But we also, and this is really important, believe in flexibility.  The time for “the computer says no” is over.  These are real people, real businesses at stake and they deserve a real person to look at their case.

So whilst there is a lot to be said for efficient online processes, there’s room for a personal touch every now and then too.  It’s about combining the best of both worlds and it’s about the human side of business lending.

5 thoughts on “Business loans – should the computer say no?

  1. “Peer to business lending is based on everyday savers lending to everyday businesses” – This is a romantic notion. The reality is that a) Saver/Lenders do it to get a better rate of return and b) Getting a P2P loan requires that you pass some of the most stringent credit check criteria out there. Credit scores are there for a reason and while the system may not be perfect and could benefit from refinement, implementing something with even a small element of subjectivity or human interaction would be logistically very difficult and make it impossible to be consistent I imagine. I’m afraid I think what we have may be as good as it gets for now.

  2. Sean,

    We’re not saying that credit scores are a waste of time – we use third-party agencies to query them.

    However, with FundingKnight, our approach is that the ‘off-the-shelf’ scores are only one factor in a wider credit evaluation, and that our credit committee looks at more factors than just them.

    Obviously, individual lenders decide whether they choose to fund a given borrower, and a third-party credit score is one of the pieces we make available to registered lenders who are considering which loans they want to make, but so is our own evaluation.

    Mark Harrison
    CTO, FundingKnight

    PS – the question of whether lenders choosing to support British businesses is a ‘romantic notion’ or not – I’m sure that there are lenders who just want to maximise their returns, but there are also borrowers for who, (risk-adjusted returns being equal), definitely want to fund British businesses rather than, say, buy shares in multinationals!

  3. A company called Quakle (a peer-to-peer company lending to individuals) started up in 2010 that decided not to rely on credit scoring to decide if a loan would be arranged or not. A year later they closed down with lenders reporting bad debts in excess of 50%.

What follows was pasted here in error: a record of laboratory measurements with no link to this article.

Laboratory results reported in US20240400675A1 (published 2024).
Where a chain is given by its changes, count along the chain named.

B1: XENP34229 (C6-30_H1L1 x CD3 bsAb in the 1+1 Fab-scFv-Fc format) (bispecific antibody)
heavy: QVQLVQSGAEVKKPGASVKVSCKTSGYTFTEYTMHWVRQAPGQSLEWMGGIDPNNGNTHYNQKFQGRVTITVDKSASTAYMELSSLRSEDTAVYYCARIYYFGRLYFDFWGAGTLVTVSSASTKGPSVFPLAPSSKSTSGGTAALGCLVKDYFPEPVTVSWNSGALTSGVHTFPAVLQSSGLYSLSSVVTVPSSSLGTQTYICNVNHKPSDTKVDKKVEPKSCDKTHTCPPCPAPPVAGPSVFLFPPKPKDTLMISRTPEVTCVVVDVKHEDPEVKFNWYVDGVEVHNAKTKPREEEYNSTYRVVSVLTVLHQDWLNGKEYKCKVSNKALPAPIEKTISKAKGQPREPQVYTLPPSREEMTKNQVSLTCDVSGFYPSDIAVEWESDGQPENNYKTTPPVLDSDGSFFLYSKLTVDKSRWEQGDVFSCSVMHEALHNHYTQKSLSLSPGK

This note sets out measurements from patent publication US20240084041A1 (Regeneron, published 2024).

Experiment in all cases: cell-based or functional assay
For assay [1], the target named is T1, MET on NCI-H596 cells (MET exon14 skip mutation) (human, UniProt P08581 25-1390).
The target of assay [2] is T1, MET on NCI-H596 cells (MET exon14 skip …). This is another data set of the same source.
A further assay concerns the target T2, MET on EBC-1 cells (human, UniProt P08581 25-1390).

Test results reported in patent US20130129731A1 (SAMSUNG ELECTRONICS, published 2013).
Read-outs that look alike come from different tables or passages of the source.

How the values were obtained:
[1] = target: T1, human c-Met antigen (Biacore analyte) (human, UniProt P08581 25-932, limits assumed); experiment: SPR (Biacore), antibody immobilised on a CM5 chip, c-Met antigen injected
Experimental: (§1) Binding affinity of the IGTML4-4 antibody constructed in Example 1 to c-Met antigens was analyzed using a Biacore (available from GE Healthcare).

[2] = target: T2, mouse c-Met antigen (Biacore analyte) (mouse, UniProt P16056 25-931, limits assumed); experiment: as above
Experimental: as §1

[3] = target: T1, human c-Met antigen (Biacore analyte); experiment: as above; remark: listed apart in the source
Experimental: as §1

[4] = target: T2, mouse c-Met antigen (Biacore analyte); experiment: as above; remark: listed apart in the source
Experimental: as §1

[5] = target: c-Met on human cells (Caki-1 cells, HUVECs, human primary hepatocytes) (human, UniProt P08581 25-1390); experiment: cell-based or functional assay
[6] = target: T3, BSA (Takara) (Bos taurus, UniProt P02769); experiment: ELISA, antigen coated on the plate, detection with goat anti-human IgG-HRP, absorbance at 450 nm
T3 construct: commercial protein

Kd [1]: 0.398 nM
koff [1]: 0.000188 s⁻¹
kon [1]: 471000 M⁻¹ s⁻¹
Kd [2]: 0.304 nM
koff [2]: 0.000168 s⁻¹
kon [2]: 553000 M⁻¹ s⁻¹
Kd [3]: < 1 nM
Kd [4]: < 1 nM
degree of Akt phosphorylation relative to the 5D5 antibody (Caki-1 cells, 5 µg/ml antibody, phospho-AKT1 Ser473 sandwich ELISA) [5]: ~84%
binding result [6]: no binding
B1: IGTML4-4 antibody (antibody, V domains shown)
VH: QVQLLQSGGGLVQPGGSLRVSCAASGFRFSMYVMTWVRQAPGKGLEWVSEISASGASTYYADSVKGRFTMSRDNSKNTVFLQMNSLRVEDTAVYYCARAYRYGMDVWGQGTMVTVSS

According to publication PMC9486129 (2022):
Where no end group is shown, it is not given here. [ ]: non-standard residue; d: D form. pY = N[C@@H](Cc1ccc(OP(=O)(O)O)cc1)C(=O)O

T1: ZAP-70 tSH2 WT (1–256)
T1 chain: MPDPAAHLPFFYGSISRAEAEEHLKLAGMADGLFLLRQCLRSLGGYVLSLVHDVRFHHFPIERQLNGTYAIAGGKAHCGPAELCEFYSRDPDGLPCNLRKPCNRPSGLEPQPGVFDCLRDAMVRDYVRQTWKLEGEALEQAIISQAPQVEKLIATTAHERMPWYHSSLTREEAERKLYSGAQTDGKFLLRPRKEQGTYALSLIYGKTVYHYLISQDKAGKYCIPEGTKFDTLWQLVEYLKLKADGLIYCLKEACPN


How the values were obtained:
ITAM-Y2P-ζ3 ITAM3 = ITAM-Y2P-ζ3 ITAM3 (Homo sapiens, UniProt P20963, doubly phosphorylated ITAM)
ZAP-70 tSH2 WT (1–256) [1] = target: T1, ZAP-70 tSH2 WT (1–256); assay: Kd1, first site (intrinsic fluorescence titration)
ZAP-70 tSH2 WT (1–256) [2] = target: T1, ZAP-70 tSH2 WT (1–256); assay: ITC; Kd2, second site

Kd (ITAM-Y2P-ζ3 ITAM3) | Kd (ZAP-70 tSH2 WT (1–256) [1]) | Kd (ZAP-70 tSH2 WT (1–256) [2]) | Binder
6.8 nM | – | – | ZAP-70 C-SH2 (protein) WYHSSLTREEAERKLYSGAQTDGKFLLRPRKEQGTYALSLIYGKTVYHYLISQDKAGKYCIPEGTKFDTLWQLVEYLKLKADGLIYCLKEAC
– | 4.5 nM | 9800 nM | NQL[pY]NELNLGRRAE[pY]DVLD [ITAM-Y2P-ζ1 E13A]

It isn’t easy to determine if a company or individual has been unlucky or reckless with their finances, but in all decisions, good common sense is required.

    • Thanks for your comment Ian. You are absolutely right that it is hard to know who has been unlucky and who has been reckless. We’ve watched what happened to Quakle and understand the need to be rigorous, not least because the management are investing in all early loans (so it is our money at stake, too).

      We will use industry checks and our own checks developed after analysis of over 6 million sets of accounts… But we will also have conversations and apply common sense. That’s been lost with the move from local banking to automated systems and it’s what we’re hoping to promote.

  4. Pingback: Peer to business lending with FundingKnight… more than just a romantic notion | FundingKnight: The Blog

Leave a Reply

Fill in your details below or click an icon to log in:

WordPress.com Logo

You are commenting using your WordPress.com account. Log Out /  Change )

Google photo

You are commenting using your Google account. Log Out /  Change )

Twitter picture

You are commenting using your Twitter account. Log Out /  Change )

Facebook photo

You are commenting using your Facebook account. Log Out /  Change )

Connecting to %s